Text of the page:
Challenges and Solutions to develop capacity for Deep-sea Research and Management in South Africa

By One Ocean Hub author Kerry Sink (et al)

“The deep sea in South Africa remains poorly studied with insufficient information to underpin the sound
environmental management needed to support an expanding ocean economy. Many other countries face similar challenges in developing sustainable ocean economies and there are new global efforts calling for more inclusive and equitable deep-sea science and management. There are frequent requests to share developing country priorities in this context and plans to support such efforts should draw from an understanding of the challenges and opportunities to develop this field. This report examines the South African experience in terms of the key obstacles that limit exposure to and participation in deep-sea research and management, possible pathways to increase entry into the field and proposed actions to improve deepsea research and management capacity.

In line with global definitions, the deep sea is defined as the ocean depths beyond 200m. South Africa is
a maritime nation with territory in three oceans and the deep sea constitutes more than 80% of mainland ocean territory. Despite this, knowledge to support environmental management and spatial planning in the deep sea is inadequate. The current in-country situation reflects very limited local capacity to engage in or apply deepsea research, with efforts to date focused on fisheries and oceanographic research. Most deep-sea sampling has been achieved by international parties, frequently with limited local collaboration. In the last two decades, research effort in the deep sea has declined due to funding limitations, attrition of taxonomic research and expertise, and changing governance arrangements and mandates in fisheries and ocean research and management. Some progress has been made through competitive research calls and the application of towed cameras, deep water drop-cameras and a Remotely Operated Vehicle that has now effectively sampled the seabed within its 300m depth capability. Two tow cameras, rated to 700m, are advancing ecosystem classification and mapping and the understanding of the impacts of key pressures in this depth range. These platforms are collecting valuable imagery, but further investment is needed to extend the sampling depth range, efficiently process and analyse data through the application of modern methods and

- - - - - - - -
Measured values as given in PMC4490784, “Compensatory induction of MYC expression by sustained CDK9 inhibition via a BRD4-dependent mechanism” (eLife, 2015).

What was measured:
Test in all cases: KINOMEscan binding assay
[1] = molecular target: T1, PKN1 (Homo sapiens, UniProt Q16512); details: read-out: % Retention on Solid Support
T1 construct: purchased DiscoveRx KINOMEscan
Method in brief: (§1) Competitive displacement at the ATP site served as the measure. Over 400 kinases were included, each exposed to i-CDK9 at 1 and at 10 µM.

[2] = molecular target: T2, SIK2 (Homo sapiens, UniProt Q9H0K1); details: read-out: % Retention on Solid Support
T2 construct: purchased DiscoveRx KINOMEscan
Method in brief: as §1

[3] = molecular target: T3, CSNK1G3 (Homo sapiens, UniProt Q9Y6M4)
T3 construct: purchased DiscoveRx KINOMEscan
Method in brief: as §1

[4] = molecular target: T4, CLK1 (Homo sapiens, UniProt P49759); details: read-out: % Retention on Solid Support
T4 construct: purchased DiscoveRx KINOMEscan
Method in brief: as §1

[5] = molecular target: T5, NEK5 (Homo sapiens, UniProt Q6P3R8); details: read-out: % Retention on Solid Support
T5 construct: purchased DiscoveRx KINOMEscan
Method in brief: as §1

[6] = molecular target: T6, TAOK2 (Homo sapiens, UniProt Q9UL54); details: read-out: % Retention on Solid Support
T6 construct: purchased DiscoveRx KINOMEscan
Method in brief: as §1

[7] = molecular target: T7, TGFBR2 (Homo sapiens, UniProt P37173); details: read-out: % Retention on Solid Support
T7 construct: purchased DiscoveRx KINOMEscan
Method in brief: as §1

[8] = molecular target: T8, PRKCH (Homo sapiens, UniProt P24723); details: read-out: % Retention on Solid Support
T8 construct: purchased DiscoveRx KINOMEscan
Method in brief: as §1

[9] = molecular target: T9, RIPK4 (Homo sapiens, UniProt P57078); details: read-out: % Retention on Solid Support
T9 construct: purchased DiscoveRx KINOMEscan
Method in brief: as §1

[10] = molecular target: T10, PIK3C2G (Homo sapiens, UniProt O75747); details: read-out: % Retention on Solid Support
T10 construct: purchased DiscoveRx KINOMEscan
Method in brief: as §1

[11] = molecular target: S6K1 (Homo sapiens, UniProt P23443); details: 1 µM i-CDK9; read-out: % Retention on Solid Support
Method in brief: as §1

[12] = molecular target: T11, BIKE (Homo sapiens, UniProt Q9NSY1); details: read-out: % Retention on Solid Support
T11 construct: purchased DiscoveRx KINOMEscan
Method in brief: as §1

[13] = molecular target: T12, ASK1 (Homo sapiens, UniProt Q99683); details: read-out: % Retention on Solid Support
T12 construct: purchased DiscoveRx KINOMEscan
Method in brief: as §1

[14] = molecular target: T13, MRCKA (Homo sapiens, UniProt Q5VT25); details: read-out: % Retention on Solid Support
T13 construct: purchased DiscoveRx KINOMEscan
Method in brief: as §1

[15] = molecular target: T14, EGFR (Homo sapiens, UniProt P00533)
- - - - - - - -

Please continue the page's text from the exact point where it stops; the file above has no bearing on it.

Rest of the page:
technology, and integrate data for maximum benefit….”